Marketing

Vista Print Goes Fishing For Small Businesses

Do you ever stop and think about how an ad idea gets pitched to a client? Especially the totally off-the-wall creative that will have to be sold to all the key stakeholders.

Case in point the Vista Print ad below. I’m not knocking the ad, I get the concept when you see it in context to the description that is included on YouTube. The thing is, I guarantee you this was pitched to a number of executives at Vista Print and they had to buy into the concept and execution. And the creative team needed to be able to sell this in a short period of time with probably nothing more than a pitch deck filled with static images, rough concept copy, and a kernel of an idea. I’m wondering if during the pitch there was any discussion about production budgets because this was probably a fairly expensive shoot based on the number of people involved, props, and post-production work.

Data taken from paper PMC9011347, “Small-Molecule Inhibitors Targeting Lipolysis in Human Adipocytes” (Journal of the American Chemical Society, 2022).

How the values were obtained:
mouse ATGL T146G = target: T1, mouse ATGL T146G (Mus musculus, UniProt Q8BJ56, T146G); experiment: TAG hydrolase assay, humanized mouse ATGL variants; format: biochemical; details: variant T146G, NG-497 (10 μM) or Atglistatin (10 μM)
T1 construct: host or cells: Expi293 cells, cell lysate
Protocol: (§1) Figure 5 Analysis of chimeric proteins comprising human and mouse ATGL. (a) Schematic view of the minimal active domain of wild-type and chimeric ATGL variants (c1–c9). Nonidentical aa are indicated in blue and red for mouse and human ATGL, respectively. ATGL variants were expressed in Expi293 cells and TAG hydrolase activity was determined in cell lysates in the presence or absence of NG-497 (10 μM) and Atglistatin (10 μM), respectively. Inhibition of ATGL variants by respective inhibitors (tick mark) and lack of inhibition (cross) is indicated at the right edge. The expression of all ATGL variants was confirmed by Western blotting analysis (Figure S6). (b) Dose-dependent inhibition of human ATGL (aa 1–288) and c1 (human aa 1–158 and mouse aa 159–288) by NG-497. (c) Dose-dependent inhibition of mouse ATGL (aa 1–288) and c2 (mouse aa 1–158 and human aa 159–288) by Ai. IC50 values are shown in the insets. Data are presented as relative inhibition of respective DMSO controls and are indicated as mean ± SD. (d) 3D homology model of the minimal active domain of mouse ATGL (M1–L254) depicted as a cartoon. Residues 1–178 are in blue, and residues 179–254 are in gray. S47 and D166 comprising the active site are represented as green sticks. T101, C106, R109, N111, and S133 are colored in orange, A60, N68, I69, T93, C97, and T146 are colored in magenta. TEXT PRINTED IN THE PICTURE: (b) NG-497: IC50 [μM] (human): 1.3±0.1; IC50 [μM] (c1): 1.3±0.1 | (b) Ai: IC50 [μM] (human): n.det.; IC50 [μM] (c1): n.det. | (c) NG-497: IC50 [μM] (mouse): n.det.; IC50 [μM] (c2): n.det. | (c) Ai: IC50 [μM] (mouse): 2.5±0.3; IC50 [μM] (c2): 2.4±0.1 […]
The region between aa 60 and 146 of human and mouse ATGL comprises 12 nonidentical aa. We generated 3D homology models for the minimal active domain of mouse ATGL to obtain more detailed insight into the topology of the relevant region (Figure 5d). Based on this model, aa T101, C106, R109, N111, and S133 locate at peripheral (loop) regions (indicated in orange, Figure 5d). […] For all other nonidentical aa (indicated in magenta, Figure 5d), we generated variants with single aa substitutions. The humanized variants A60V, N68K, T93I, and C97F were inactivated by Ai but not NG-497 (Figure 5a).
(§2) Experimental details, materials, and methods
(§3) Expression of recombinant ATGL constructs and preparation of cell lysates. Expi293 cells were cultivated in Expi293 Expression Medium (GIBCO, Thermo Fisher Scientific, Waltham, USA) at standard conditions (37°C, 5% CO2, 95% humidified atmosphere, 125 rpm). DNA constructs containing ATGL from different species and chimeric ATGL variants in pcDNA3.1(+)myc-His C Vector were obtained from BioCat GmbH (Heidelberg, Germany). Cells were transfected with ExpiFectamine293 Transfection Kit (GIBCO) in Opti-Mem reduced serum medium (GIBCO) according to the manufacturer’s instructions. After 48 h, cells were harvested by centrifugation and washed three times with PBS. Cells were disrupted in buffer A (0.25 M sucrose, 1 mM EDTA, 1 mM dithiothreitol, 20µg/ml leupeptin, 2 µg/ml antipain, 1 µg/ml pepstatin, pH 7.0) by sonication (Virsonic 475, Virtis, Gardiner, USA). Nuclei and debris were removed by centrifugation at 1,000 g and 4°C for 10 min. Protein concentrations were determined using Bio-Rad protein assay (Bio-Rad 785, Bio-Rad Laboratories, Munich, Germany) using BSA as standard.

It looks like there is a series of hashtags associated with it, but when I did a Twitter search for #readyforanything and #supportsmallbusiness there were hundreds of results, so neither is unique to vista print. The hashtag links in the description don’t link to anything specific to Vista Print either. I keep thinking there is such a missed opportunity here. Vista Print could have extended this so far beyond the 30 and 45-second video spots created. There is no pull-through to any of their social media accounts that surface the concept in a unique shareable way, and I couldn’t find a micro-site or landing page that extended the campaign either. It’s a shame because the concept is so wacky it could have had some serious traction.